Visions of Joseph – Renowned scrap-sculptor to open massive art studios space and event venue

There are piles. Invading the open, sky-high warehouse doors to this past-its-prime industrial space on Choctaw Drive, the summer sun gleams hot off a dozen mounds of metal and derelict parts scattered in clumps across a dusty floor. Junk.

There are no piles. No, these are sculptures in the making, quips their energetic shepherd Joseph Jilbert, a wildcard who brings garbage to glory, who takes so many things forgotten and makes them unforgettable; an artist who’s on a big winning streak and holds an even bigger vision for just how high the arts in this adopted city of his can really fly.

The 58-year-old polymath pushes a pair of angular welding goggles upward on his forehead to perch on top of a tight black cap and reveals a set of adventurous eyes. He walks past an old dented pickup—his only vehicle, even though his work can sell in the hundreds of thousands—and he starts to look a lot like Charles Lindbergh or some other explorer soul as the leather of his gloved hand wipes a swathe of sweat from his brow.

“If I smile any more, my face is going to crack,” he says, pacing around an ethereal winged sculpture that lies prostrate on the floor before him. He will complete it soon, and then this towering piece will stand as a kind of archangel for Capitol Arts Studios, Jilbert’s latest and most ambitious effort to date.

Controlling roughly 60,000 square feet of space—with more adjacent properties coming online early next year, he says—Jilbert is opening an artist colony with an event venue, studio spaces, gallery spaces and an “artist think tank” where Baton Rouge’s creatives can hang out, network and talk shop.

He anticipates that Capitol Arts Studios will also host acclaimed traveling artists for workshops and critiques to improve local art. “There’s a lot of fun that Baton Rouge is missing,” Jilbert says.

It’s only August, but plans are underway for a large concert and art show to launch the venue Nov. 1. As he describes this extravagant debut, Jilbert waves his arms at not-yet-there stages, lighting rigs, green screen projections and a conveyor belt to move his massive sculptures through it all.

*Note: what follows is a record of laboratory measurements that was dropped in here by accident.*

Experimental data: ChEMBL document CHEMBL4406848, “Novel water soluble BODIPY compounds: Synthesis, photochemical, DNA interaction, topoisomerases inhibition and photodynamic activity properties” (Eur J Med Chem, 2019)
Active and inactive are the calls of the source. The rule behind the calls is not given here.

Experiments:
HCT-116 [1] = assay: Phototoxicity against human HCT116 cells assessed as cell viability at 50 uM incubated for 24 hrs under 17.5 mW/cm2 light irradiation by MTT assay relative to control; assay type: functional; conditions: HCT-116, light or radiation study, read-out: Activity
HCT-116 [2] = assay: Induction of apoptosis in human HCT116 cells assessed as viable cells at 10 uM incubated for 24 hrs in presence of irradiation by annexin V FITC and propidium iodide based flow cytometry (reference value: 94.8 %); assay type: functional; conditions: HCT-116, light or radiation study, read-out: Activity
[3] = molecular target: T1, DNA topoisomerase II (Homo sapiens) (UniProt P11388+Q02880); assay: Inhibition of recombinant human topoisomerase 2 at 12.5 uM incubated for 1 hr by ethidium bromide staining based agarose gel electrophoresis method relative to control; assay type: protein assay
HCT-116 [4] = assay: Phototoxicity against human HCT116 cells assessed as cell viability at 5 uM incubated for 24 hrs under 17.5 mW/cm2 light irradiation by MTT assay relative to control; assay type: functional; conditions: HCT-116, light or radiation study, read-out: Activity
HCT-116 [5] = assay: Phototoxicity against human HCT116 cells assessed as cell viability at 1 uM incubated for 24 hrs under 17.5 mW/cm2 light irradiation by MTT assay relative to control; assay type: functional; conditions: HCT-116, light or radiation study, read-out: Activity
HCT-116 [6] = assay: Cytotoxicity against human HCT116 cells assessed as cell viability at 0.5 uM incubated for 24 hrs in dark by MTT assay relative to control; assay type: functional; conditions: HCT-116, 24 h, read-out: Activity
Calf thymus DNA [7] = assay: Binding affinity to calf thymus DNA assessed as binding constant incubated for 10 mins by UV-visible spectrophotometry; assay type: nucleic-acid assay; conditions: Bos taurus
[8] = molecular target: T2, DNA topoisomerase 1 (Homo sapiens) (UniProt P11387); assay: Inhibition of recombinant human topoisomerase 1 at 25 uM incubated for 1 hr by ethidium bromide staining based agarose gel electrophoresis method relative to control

Does he sketch these concepts? Does he share his notes?

No, says Kelsey Moon Juleff, the fellow artist Jilbert hired as his assistant this summer, as he bounces from one sculpture to the next. “It’s all in Jojo’s mind.”

Jojo. That’s what everyone who knows him calls him.

He admits that a lot of these ideas come to him in dreams—for instance, adding a credit card entry to make his new gallery 24/7—as he reenacts what looks like a lightning bolt surging through his veins.

“It’s like I’m hit with a white light—ZOOM,” he says. “And my eyes flicker. I wake up and have to start on it right away.”

At first blush, Jilbert can come off as scattered, even frantic. But when so many ideas strike him at once, his rapid-fire dialogue can’t help but run laps around reality.

And yet, Jilbert’s visions are no mere mirages. He’s been an in-demand DJ in New York City, designed concert and restaurant spaces in New Orleans—where he moved with his family at age 8—and many of his new, freewheeling ideas have become as substantial and recognizable as the metal figures found around the interior and exterior of Circa 1857 on Government Street.